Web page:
17 Oct 2012

Fiery Gillard speech prompts redefinition of misogyny

9:45 pm on 17 October 2012

A fiery speech by Australian prime minister Julia Gillard has prompted Australia's leading dictionary to update its definition of the word "misogyny".

Footage of Ms Gillard lambasting opposition leader Tony Abbott as a misogynist in parliament last week drew global attention, the BBC reports.

The Macquarie Dictionary currently describes misogyny as ''hatred of women'' but editor Sue Barker says the definition will be expanded to ''entrenched prejudice against women'' in the next edition.

"We had the basic definition, hatred of women," Ms Barker told the ABC, "but that's not how misogyny has been used for about the last 20, 30 years, particularly in feminist language."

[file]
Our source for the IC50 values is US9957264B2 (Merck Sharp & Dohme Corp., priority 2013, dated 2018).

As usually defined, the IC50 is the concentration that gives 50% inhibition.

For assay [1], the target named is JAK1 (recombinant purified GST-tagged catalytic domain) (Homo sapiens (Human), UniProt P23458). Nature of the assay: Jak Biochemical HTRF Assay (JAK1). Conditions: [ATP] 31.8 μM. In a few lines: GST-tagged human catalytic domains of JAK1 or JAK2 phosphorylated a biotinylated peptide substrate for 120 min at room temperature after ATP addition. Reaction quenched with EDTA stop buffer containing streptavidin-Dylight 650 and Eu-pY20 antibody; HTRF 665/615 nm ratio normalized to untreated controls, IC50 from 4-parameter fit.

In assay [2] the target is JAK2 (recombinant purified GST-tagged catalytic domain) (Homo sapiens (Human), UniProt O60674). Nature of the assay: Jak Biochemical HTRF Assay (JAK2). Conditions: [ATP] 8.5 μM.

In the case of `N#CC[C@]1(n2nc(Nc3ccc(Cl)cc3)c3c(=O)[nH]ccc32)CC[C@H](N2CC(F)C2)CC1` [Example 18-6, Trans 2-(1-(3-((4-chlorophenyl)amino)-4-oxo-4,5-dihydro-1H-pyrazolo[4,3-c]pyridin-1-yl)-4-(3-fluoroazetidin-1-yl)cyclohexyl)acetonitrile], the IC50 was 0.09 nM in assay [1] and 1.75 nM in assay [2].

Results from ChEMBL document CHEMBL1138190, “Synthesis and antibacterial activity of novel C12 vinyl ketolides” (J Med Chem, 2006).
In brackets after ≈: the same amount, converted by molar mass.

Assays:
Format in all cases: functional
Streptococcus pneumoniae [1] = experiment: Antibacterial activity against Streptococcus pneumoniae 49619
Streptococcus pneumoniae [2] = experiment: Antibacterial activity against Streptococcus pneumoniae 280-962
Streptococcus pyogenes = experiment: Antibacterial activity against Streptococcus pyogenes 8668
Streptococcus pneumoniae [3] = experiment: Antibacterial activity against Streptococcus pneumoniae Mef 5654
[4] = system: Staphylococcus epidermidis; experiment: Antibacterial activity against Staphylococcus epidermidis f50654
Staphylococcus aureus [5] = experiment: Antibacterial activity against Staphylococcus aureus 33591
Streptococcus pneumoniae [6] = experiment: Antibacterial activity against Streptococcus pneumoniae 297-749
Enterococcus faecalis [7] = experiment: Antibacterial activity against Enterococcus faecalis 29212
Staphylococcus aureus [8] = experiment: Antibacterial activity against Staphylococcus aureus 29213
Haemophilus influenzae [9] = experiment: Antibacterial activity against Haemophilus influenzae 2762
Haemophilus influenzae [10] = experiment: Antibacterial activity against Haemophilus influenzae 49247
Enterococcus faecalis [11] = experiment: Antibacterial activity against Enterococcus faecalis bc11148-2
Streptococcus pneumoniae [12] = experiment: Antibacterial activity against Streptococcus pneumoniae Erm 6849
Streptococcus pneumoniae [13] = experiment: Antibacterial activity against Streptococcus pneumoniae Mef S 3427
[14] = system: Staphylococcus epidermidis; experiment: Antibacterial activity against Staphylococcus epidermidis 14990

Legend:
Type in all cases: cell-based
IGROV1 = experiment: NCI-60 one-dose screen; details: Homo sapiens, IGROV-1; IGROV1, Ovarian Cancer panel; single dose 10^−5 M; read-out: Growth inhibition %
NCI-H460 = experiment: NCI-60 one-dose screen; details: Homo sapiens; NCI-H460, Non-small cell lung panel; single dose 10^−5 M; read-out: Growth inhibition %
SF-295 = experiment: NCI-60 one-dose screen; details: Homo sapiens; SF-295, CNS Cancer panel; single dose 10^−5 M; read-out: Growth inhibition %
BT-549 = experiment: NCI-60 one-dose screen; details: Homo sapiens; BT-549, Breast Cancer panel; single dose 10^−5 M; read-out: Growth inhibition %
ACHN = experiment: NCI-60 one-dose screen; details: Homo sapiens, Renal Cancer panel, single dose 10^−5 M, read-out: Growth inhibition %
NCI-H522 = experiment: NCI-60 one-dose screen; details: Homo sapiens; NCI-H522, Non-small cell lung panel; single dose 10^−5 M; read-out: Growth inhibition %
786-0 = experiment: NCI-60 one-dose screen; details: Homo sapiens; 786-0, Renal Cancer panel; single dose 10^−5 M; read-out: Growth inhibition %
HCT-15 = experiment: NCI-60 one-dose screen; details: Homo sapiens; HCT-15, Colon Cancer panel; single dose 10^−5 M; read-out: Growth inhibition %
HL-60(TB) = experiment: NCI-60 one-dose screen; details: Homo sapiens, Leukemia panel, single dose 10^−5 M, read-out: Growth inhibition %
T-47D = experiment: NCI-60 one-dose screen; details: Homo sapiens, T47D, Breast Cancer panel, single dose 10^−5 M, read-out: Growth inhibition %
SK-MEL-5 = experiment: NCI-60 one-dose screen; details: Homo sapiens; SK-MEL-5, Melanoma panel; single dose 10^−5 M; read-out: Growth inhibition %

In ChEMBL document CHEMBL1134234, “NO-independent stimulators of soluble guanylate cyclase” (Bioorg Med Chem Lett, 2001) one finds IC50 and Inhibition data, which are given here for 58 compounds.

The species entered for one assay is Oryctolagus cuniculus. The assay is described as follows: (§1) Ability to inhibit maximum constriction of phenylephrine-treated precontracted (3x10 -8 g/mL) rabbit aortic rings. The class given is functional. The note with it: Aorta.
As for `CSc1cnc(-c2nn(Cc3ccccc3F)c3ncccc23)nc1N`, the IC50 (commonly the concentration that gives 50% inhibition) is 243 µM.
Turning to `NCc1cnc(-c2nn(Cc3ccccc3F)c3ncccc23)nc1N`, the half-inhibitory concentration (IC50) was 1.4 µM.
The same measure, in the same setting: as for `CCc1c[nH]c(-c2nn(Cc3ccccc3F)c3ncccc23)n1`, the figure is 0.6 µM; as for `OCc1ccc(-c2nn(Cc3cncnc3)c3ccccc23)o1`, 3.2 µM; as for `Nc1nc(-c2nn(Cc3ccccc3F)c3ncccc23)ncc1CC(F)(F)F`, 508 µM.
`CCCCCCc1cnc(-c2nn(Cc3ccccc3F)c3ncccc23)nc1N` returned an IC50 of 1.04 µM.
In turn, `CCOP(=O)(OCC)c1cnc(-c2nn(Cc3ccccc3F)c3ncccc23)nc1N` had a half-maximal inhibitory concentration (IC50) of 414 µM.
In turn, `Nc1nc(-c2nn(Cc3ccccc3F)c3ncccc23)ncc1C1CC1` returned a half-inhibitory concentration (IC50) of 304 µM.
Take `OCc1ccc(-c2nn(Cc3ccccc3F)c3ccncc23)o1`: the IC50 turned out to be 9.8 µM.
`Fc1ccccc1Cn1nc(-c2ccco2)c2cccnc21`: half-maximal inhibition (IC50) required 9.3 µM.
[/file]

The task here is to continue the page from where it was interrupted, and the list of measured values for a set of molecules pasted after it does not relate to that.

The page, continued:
A second definition was needed, she said, that was ''slightly stronger than sexist but heading in that direction towards entrenched prejudice rather than a visceral hatred".

The updated definition will be added in the online version of the dictionary this year, and in the next printed edition next year.

Abbott told to look in the mirror

The Gillard-Abbott exchange, which went viral on YouTube, followed the resignation of Speaker Peter Slipper, who was accused of sexual harassment by a former staff member.

The opposition accused Ms Gillard's government of hypocrisy for standing by the Speaker after it was revealed that he used "offensive" language to describe female genitalia in text messages.

Ms Gillard then fired back at Mr Abbott: "If he wants to know what misogyny looks like in modern Australia, he doesn't need a motion in the House of Representatives; he needs a mirror."

Her comments were applauded in some quarters - mainly outside Australia - for their strong stand on sexism. Domestically, the reaction was mixed, with many upset over her support of Mr Slipper.